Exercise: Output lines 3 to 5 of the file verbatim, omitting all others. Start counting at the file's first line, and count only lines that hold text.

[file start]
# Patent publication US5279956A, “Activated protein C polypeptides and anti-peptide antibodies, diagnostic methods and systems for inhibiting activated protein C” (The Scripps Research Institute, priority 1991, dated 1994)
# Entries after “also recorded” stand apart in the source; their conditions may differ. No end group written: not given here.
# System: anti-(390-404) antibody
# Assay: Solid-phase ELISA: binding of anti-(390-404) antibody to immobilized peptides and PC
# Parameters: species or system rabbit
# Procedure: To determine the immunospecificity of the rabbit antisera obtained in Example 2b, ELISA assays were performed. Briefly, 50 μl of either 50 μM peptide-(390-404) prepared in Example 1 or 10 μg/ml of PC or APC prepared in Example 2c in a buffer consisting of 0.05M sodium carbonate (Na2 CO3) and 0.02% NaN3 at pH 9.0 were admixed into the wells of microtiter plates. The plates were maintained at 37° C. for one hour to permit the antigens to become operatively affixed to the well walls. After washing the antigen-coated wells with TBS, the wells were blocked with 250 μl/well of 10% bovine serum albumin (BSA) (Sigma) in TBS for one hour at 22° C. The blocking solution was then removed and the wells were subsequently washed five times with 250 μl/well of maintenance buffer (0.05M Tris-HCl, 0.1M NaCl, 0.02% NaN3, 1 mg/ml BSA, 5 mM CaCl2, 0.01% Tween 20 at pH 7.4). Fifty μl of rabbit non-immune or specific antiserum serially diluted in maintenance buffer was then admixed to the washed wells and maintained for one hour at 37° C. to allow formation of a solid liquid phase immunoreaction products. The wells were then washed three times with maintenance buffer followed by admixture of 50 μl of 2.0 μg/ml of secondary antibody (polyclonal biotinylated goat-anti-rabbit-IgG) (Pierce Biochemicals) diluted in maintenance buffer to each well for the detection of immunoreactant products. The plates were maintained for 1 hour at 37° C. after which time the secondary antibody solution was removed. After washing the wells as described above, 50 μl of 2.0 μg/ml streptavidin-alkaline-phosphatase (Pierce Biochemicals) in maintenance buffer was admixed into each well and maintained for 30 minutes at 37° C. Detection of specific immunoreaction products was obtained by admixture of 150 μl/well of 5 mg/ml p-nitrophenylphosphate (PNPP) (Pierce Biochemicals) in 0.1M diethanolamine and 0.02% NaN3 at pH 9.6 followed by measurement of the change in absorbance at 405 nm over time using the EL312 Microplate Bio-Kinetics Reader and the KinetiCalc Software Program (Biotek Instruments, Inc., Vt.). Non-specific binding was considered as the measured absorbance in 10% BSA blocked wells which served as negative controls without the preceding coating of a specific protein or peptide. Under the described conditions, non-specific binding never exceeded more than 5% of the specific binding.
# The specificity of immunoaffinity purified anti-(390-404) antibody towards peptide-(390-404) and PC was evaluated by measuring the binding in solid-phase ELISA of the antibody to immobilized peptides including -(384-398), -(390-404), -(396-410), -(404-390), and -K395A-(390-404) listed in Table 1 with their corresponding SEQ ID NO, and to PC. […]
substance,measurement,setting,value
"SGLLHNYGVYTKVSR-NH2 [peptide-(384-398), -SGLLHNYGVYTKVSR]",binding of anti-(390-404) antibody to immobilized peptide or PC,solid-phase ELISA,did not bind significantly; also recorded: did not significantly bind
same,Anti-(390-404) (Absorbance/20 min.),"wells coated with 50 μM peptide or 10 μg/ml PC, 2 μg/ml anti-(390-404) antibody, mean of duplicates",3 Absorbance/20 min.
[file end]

# System: anti-(390-404) antibody
# Assay: Solid-phase ELISA: binding of anti-(390-404) antibody to immobilized peptides and PC
# Parameters: species or system rabbit